Carolyn Baer, Ph.D.
Postdoctoral Fellow | University of British Columbia and Kwantlen Polytechnic University
I am a psychologist studying how human minds make sense of uncertain input.
We get information about the world from a variety of imperfect sources: the sensory experience of hearing a muffled voice, memories that feel like dreams, or testimony from our peers. My research investigates how we navigate these uncertain inputs by turning uncertainty into an informative signal.
I study the cognitive and social tools that humans leverage to learn about the world, focusing on childhood. My work uses behavioural experiments and individual differences, combining methods and theoretical approaches from psychophysics, linguistics, and computational cognitive science.
In my main line of work, I study metacognitive reasoning about confidence: the way we signal to ourselves that something seems trustworthy. Here's an article I wrote about how confidence impacts learning, and here's a shorter blog post on the same topic. I also have a line of research on children's social reasoning, including how children learn to collaborate with others.
I am currently a postdoctoral fellow at the University of British Columbia and Kwantlen Polytechnic University. I recently completed a SSHRC Postdoctoral Fellowship at the University of California, Berkeley, and I completed my PhD at the University of British Columbia. Here's a precis of my dissertation. I also hold an MASc and a BA from the University of Waterloo.
I also work with businesses and organizations by contributing scientific insights about child development, learning, and research design. I am passionate about working with clients using science-based practices and cutting-edge research findings. Please email me for more information.
Children are sensitive to subtle changes in their confidence, and this develops independently of related abilities.
Can children accurately evaluate their own confidence?
Children easily compared confidence states from independent perceptual processes.
Is there a single confidence 'muscle'?
Individual differences in confidence reasoning correlated across independent perceptual domains.
Journal of Numerical Cognition
Having a fine-tuned sense of confidence isn't linked to math skills.
How does reasoning about confidence help us learn?
Metacognition and Learning
Children reason about their own confidence differently than they reason about others' confidence.
Children tailor their teaching to the knowledge of their learner.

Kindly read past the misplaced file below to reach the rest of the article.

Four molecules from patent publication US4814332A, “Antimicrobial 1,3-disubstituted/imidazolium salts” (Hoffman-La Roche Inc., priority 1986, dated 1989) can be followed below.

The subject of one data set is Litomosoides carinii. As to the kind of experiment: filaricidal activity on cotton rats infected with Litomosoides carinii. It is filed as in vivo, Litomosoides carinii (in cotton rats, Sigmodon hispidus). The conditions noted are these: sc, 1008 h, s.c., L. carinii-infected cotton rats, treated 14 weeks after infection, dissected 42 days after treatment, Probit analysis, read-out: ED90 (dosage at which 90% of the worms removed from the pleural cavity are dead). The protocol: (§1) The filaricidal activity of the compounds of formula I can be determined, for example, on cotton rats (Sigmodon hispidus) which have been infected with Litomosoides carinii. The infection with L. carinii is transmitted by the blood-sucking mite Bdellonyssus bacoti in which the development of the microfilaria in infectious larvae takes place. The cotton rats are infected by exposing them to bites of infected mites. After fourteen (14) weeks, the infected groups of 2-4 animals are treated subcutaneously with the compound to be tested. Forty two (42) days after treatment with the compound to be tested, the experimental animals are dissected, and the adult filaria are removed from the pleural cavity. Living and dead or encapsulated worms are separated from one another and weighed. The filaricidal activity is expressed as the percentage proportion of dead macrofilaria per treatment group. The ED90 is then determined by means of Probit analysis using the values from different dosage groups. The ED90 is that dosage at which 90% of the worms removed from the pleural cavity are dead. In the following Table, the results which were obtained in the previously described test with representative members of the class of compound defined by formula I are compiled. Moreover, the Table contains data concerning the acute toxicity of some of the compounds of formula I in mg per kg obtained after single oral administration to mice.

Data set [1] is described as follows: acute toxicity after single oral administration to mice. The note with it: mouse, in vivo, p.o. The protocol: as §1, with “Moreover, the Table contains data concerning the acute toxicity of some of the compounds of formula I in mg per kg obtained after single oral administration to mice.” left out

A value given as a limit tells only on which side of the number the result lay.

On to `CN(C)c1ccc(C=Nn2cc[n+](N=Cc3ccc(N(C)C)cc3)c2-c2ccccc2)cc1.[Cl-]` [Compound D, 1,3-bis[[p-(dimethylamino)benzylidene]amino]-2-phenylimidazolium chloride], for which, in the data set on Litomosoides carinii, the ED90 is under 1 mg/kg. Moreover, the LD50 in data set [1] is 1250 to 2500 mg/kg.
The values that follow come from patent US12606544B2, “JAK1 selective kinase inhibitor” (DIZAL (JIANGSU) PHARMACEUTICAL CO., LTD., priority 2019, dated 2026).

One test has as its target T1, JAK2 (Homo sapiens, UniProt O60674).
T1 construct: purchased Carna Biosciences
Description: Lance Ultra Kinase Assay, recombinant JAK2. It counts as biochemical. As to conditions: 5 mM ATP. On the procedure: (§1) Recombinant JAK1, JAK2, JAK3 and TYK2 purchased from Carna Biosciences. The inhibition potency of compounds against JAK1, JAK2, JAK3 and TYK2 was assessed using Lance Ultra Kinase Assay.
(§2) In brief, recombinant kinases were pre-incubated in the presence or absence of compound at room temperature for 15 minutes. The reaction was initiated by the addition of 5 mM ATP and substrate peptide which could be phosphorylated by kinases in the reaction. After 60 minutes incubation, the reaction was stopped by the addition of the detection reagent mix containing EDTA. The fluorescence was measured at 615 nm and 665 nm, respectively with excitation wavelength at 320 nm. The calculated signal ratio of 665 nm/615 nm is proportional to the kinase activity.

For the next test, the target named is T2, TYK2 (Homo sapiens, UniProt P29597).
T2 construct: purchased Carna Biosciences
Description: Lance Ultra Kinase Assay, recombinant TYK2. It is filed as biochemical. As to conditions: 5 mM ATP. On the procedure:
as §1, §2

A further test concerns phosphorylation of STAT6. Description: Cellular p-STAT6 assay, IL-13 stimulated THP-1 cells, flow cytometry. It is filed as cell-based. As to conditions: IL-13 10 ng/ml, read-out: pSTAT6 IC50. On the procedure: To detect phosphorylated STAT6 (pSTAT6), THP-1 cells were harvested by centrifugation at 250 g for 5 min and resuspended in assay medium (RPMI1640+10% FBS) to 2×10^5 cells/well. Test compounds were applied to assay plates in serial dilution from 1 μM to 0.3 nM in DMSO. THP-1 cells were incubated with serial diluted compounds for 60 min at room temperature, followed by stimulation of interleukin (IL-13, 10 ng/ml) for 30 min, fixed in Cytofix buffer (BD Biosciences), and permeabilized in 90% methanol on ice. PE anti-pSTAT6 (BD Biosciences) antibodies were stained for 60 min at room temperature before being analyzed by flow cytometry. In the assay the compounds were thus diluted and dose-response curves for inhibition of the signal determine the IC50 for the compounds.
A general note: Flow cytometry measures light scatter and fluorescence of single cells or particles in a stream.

How do children learn to work with others?
Children strategically divide tasks between team members by aligning skill and difficulty.
Journal of Experimental Child Psychology
Children interpreted information presented in pretense as generally true in the real world.
What function does pretense play in childhood?
Copies of papers are provided for the timely dissemination of findings and remain under the copyright of the respective publishers.
Dramkin, D., Bonn, C.D., Baer, C., & Odic, D. (2022). The malleable role of non-numeric features in visual number perception. Acta Psychologica, 230, 103737. doi:10.1016/j.actpsy.2022.103737 [Article] [Stimuli & Data] [Link to Journal]
Baer, C. & Kidd, C. (2022). Learning with Certainty in Childhood.Trends in Cognitive Sciences, 26, 887-896. doi: https://doi.org/10.1016/j.tics.2022.07.010 [Article] [Link to Journal]
Baer, C. & Odic, D. (2022). Mini Managers: Children strategically divide cognitive labor among collaborators, but have a self-serving bias. Child Development, 93, 437-450. doi:10.1111/cdev.13692 [Article] [Supplementary Materials] [Stimuli & Data] [Link to Journal]
Baer, C., Ghetti, S., Odic, D. (2021). Perceptual and memory metacognition in children. Proceedings of the 43rd Annual Meeting of the Cognitive Science Society, Vienna, Austria. [Article]
Baer, C., Malik, P.*, & Odic, D. (2021). Are Children’s Judgments of Another’s Accuracy Linked to Their Metacognitive Confidence Judgments? Metacognition and Learning, 16, 485-516. doi:10.1007/s11409-021-09263-x [Article] [Supplementary Materials] [Stimuli & Data] [Link to Journal]
Baer, C. & Odic, D. (2020). Children flexibly compare their perceptual certainty within and across perceptual domains. Developmental Psychology, 56, 2095-2101. doi:10.1037/dev0001100 [Article] [Supplementary Materials] [Preregistration] [Stimuli & Data] [Link to Journal]
Baer, C. & Odic, D. (2020). The relationship between children’s approximate number confidence and mathematics. Journal of Numerical Cognition, 6, 50-65. doi:10.5964/jnc.v6i1.220 [Article] [Stimuli & Data] [Link to Journal]
Baer, C. & Odic, D. (2019). Certainty in numerical judgments develops independently of the Approximate Number System. Cognitive Development, 52, 00817. doi:10.1016/j.cogdev.2019.100817 [Article] [Stimuli] [Link to Journal]
Baer, C., Gill, I.K.*, & Odic, D. (2018). A domain-general sense of confidence in children. Open Mind: Discoveries in Cognitive Science, 2, 208-218. doi:10.1162/opmi_a_00020 [Article] [Supplementary Materials] [Stimuli] [Link to Journal]
Baer, C. & Friedman, O. (2018). Fitting the message to the listener: Children selectively mention general and specific information. Child Development, 89, 461-475. doi:10.1111/cdev.12751 [Article] [Supplementary Materials] [Link to Journal]
Baer, C. & Friedman, O. (2016). Children's generic interpretation of pretense. Journal of Experimental Child Psychology, 150, 99-111. doi:10.1016/j.jecp.2016.05.004 [Article] [Supplementary Materials] [Link to Journal]